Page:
Blending Climate Funds to Finance Low-Carbon, Climate-Resilient Infrastructure. Brookings Institution. Joshua P. Meltzer. June 20, 2018
The world’s core infrastructure—including our transport and energy systems, buildings, industry, and land-related activities—produce more than 60 percent of all greenhouse gas (GHG) emissions globally.
By 2030 the world will need to build approximately $85 trillion in low-carbon climate-resilient (LCR) infrastructure in order to meet the Paris climate change agreement’s goal of keeping the global average temperature increase well below 2 degrees Celsius by 2050. Meeting this infrastructure investment need will require doubling today’s global capital stock. This paper defines LCR infrastructure as including renewable energy, more compact cities, and suitable mass transit as well as energy efficiency measures. [Note: contains copyrighted material].
[PDF format, 53 pages].
Connecting the Dots: Elements for a Joined-Up Implementation of the 2030 Agenda and Paris Agreement. World Resources Institute. Mathilde Bouyé, Sven Harmeling and Nils-Sjard Schulz. July 2018.
National-level implementation of the 2030 Agenda for Sustainable Development and the Paris Agreement on climate change proceed on different tracks, despite growing recognition of the ample opportunities they present for synergies. In most countries, climate actions under the Nationally Determined Contributions (NDCs) and national targets underpinning the global Sustainable Development Goals (SDGs) have been defined and advanced separately. This siloed approach makes little sense given the short window of opportunity for tackling the interlinked challenges of climate change, ecosystem degradation, inequality rise, and political instability. [Note: contains copyrighted material].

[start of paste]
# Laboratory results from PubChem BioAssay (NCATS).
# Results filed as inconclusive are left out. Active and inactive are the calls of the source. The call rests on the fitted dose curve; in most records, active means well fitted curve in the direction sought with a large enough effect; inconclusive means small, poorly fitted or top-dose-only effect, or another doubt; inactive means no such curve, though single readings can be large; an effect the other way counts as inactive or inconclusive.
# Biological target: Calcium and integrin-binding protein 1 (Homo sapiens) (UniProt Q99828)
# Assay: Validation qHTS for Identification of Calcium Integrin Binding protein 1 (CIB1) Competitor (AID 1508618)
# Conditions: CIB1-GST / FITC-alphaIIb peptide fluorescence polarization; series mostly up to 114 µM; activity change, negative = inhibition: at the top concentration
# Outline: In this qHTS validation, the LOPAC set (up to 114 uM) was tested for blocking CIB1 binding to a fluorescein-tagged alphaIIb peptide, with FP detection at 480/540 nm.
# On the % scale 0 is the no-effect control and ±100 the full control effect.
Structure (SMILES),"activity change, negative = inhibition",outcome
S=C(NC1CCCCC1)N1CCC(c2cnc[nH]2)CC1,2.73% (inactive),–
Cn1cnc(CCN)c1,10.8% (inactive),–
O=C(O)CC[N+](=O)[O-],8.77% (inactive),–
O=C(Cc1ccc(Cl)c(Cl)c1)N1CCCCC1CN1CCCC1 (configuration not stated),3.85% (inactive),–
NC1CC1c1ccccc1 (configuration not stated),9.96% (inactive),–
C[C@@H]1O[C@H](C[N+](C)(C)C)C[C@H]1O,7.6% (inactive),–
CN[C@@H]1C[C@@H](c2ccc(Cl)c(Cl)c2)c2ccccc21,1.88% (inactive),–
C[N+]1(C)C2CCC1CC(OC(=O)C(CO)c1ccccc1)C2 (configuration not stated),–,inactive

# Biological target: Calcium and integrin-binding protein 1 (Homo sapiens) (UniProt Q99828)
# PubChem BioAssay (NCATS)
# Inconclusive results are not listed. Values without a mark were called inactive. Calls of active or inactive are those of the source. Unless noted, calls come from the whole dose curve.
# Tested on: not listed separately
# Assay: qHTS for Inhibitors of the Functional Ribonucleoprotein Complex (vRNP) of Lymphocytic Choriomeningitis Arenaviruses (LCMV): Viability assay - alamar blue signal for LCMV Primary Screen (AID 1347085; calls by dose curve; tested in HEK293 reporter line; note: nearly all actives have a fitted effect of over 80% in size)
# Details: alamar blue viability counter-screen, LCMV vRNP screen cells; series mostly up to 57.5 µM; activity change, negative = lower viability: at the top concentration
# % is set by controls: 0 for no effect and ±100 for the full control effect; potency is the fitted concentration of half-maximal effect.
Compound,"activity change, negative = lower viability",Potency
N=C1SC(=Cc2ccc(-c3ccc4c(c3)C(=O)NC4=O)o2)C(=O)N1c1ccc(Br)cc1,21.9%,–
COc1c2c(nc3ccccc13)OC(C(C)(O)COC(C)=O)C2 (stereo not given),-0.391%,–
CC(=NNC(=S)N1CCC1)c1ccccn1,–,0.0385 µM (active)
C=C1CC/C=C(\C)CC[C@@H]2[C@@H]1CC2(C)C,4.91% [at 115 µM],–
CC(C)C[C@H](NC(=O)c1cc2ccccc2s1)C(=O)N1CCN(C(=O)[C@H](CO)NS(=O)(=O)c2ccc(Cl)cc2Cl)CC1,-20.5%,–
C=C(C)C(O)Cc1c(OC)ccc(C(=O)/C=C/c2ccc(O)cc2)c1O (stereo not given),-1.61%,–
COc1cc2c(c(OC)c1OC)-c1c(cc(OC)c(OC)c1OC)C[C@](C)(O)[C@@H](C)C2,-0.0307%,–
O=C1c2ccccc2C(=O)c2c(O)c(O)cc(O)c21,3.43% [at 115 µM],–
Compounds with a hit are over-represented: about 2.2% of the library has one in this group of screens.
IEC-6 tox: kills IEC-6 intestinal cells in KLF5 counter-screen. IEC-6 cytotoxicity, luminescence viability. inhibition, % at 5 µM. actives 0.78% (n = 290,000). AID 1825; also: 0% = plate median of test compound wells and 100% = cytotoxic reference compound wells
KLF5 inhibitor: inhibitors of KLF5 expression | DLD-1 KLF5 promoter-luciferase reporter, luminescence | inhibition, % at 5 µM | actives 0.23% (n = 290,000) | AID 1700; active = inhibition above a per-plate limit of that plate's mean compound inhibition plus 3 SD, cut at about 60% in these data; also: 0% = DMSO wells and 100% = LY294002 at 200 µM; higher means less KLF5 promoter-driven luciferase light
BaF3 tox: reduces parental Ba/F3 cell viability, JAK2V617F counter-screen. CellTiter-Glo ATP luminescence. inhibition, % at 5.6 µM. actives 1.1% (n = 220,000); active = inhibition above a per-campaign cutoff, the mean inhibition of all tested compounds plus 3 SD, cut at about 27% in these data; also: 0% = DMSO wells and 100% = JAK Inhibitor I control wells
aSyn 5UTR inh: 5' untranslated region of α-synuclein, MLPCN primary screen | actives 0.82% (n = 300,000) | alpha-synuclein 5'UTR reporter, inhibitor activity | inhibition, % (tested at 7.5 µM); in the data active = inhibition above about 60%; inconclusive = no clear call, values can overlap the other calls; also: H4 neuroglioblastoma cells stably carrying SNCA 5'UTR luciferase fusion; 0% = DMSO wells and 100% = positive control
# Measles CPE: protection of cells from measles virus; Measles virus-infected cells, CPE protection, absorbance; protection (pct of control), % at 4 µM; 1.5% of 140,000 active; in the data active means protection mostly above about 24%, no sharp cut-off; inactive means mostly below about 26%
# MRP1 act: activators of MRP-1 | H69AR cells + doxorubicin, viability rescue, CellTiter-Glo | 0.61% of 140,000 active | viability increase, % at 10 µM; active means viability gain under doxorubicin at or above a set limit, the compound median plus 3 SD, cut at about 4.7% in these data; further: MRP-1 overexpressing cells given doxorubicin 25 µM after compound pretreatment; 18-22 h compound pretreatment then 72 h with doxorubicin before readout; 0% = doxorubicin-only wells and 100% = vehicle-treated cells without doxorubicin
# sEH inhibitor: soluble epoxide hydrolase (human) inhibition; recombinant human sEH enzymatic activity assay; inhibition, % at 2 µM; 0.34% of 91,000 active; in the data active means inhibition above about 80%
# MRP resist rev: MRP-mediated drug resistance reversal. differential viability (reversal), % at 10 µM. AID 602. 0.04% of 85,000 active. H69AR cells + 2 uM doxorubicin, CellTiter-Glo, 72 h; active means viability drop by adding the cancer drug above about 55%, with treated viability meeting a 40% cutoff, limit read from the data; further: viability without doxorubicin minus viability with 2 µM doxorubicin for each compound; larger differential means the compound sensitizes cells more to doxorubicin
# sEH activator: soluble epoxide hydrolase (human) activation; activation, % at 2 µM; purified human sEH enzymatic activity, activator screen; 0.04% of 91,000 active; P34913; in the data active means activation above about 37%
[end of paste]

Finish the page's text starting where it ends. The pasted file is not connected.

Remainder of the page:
[PDF format, 89 pages].
A Milestone Moment As the Paris Agreement On Climate Change Enters Into Force. Brookings Institution. Nathan Hultman. November 4, 2016
On November 4, the Paris Agreement on climate change formally entered into force. That it has happened less than a year after the conclusion of the agreement, in December 2015, is itself remarkable. The agreement enters into force with 94 Parties having ratified and 192 Parties having signed, indicating their intention to ratify soon. The agreement’s provisions are now operational, including mechanisms designed to encourage countries to implement commitments and increase ambition over time.
Now is a good time to ask what the agreement means in the overall arc of global and national climate politics and what we might expect to emerge from it in coming years. [Note: contains copyrighted material].
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